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|Creator:||Pearsall, Mack, 1937-|
|Creator:||Campbell, Walter E.|
|Creator:||Southern Oral History Program|
|Title:||Oral history interview with Mack Pearsall, May 25, 1988|
|Date:||1988 May 25|
Mack Pearsall is the son of Thomas J. Pearsall, chair of the North Carolina Advisory Committee on Education that created what came to be known as the Pearsall Plan. Ratified by the General Assembly in 1956, the Pearsall Plan allowed parents to move their children to non-integrated schools or granted them vouchers so that they could send their children to private schools. The younger Pearsall laments that this policy, created in the aftermath of the Brown ruling, cast him and his father as anti-black. He argues that unlike his father's rival, I. Beverly Lake, Thomas Pearsall had a diverse approach to race. Mack Pearsall recalls his father's anguish over this public perception, and insists that the Pearsall Plan served a practical purpose at the time by preventing public school closings. Mack Pearsall goes on to discuss the racial conflicts that arose from the merger of the Rocky Mount and Nash County school systems North Carolina in 1992. Pearsall argues that Rocky Mount residents largely ceased their resistance to the school merger in order to attract industries to the area. As North Carolina's economic footing has changed from an agricultural to a global economic market, Pearsall points to the necessity of higher education for the state's residents. Better job training and a more knowledgeable populace, he argues, will place North Carolinians ahead of competing nations, and will ultimately produce greater racial integration.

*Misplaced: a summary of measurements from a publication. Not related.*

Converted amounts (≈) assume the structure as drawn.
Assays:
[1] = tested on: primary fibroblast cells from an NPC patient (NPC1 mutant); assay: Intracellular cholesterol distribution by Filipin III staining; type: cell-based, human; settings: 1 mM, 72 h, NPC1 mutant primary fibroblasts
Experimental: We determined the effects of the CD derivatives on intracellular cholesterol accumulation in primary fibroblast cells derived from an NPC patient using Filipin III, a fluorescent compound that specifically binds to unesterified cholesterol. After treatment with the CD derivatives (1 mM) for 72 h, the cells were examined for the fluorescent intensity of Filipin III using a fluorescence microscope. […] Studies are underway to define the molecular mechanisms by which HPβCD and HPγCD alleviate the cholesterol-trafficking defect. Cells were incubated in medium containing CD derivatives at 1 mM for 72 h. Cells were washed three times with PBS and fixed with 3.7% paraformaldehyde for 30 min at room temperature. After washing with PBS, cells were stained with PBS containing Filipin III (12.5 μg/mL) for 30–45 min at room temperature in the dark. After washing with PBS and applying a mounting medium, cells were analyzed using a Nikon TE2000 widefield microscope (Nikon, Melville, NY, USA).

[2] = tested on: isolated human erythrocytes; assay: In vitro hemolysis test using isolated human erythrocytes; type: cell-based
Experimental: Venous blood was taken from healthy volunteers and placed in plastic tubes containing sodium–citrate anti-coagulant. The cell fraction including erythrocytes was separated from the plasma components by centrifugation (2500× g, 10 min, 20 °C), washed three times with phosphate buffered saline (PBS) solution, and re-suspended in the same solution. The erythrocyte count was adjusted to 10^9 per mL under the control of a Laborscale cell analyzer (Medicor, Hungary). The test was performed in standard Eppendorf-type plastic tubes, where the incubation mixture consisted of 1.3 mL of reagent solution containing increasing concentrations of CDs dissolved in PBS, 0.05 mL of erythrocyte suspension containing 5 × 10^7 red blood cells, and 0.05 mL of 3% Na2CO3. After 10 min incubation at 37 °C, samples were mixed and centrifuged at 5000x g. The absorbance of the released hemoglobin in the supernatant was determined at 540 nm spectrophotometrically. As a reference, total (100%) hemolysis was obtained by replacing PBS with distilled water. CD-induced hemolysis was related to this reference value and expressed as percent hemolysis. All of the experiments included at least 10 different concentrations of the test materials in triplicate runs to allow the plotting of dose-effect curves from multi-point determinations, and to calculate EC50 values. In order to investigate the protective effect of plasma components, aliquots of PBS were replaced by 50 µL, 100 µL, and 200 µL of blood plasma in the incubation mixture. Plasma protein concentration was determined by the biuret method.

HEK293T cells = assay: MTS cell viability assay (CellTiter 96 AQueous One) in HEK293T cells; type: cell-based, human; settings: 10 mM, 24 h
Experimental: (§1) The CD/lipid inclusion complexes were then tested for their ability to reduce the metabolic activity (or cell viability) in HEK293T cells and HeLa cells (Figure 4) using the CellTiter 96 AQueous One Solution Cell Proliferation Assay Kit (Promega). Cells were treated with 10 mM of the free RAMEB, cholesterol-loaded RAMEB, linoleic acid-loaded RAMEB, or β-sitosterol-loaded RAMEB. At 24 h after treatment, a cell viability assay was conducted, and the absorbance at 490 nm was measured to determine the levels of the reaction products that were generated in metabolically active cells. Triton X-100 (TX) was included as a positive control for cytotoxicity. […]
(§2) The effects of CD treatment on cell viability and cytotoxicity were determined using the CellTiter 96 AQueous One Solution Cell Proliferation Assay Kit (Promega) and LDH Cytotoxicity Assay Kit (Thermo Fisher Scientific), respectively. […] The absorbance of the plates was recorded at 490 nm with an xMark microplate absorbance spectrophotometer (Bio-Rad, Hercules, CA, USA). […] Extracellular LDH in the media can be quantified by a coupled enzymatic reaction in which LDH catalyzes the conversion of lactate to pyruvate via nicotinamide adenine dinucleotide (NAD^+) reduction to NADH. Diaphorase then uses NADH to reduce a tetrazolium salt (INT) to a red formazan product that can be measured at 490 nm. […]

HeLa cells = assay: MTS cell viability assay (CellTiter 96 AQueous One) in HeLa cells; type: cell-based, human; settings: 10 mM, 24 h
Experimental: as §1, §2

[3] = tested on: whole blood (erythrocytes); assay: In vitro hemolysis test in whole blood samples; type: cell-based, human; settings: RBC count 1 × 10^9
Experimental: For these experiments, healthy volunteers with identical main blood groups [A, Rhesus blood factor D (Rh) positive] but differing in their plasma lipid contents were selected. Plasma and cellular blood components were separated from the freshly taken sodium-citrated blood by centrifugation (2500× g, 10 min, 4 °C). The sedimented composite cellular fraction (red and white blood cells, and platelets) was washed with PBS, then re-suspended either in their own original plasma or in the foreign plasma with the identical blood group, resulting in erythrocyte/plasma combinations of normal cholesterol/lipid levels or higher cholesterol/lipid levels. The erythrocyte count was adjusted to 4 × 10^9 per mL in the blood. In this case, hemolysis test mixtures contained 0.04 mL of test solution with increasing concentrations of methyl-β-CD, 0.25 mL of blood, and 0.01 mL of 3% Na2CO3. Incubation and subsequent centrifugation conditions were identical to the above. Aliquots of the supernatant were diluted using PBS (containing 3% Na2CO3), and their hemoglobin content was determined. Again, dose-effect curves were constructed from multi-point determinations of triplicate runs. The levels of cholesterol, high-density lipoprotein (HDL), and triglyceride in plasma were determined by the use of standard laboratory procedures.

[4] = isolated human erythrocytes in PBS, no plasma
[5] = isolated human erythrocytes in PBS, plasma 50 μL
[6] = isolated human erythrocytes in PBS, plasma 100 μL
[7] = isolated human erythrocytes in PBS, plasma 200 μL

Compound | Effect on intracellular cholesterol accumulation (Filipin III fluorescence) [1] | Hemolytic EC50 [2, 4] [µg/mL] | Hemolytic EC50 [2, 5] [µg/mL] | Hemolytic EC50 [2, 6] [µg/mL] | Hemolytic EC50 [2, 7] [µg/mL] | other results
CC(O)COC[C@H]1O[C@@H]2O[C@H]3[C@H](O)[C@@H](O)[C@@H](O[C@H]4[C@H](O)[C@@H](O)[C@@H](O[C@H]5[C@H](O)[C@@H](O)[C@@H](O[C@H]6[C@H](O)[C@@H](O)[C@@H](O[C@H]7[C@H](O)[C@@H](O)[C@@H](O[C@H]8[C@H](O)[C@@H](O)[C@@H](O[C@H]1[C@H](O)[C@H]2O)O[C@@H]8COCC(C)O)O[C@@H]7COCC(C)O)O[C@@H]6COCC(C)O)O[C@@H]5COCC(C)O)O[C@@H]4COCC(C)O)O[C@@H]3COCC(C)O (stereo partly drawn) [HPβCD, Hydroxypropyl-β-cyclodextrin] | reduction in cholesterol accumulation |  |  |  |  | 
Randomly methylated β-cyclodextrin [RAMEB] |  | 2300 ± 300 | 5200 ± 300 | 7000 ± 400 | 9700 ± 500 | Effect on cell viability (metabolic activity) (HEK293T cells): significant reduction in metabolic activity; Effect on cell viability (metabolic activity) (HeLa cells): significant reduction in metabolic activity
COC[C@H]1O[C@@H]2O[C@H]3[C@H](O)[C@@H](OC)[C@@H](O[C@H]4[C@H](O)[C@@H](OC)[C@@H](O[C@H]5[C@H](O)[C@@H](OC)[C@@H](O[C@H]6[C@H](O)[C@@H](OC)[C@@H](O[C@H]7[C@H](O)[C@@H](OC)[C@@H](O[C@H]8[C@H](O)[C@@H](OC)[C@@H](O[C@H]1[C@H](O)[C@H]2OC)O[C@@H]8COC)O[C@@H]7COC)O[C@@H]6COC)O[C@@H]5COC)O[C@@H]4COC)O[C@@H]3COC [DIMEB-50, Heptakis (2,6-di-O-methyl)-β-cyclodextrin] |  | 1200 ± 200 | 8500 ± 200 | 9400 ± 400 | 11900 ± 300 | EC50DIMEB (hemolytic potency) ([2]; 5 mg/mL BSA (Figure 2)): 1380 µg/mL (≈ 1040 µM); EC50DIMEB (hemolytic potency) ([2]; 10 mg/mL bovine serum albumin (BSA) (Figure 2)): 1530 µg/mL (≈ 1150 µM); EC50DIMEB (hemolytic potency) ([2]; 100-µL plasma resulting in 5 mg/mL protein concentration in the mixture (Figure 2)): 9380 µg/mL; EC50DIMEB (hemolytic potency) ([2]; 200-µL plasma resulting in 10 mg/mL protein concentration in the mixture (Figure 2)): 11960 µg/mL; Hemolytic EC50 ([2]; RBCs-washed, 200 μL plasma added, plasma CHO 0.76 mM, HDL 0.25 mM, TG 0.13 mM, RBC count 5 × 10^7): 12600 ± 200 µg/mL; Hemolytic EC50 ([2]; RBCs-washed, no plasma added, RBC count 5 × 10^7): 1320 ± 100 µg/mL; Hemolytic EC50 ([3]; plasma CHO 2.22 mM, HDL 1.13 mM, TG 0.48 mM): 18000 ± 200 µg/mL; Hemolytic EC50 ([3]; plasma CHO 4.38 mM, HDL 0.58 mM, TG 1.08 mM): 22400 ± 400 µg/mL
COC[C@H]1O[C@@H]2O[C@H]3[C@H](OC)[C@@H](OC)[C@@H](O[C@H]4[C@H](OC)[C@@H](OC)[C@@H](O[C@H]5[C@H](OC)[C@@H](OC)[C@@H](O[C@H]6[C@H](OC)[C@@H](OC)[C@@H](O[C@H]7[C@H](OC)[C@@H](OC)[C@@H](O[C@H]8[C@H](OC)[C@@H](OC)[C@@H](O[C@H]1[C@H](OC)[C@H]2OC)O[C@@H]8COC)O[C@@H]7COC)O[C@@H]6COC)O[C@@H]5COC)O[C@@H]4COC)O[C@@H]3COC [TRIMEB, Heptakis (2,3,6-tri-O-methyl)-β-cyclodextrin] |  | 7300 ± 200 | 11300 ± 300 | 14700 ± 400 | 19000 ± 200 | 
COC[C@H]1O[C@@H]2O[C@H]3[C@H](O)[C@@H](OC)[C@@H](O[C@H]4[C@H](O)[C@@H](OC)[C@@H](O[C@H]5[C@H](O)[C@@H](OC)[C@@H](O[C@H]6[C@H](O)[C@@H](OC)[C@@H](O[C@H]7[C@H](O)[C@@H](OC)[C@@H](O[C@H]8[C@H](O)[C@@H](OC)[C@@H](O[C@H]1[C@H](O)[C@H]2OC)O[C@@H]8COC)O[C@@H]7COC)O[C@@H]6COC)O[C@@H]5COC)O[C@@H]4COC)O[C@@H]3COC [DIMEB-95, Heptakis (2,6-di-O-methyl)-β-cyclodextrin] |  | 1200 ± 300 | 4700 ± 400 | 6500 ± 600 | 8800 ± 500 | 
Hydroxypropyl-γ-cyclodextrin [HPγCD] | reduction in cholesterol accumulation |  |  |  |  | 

The Civil Rights Digital Library received support from a National Leadership Grant for Libraries awarded to the University of Georgia by the Institute of Museum and Library Services for the aggregation and enhancement of partner metadata.
|Types:||Transcripts | Sound recordings | Oral histories (document genres) | Text | Sound|
|Subjects:||Pearsall, Mack, 1937- | Pearsall, Thomas J. (Thomas Jenkins), 1903-1981 | Businesspeople--North Carolina--Rocky Mount | Landowners--North Carolina--Rocky Mount | School integration--Law and legislation--North Carolina | Education and state--North Carolina | North Carolina--Race relations | North Carolina--Economic policy | Schools--Centralization--North Carolina--Rocky Mount | United States, North Carolina, Nash County, Rocky Mount, 35.9382103, -77.790534 | United States, North Carolina, Nash County|
|Collection:||Oral Histories of the American South: The Civil Rights Movement|
|Institution:||Documenting the American South (University of North Carolina at Chapel Hill)|
|Contributors:||University of North Carolina at Chapel Hill. Documenting the American South (Project)|
|Rights and Usage:|
Forms part of Oral histories of the American South collection.
|Persistent Link to Item:||http://docsouth.unc.edu/sohp/C-0057/menu.html|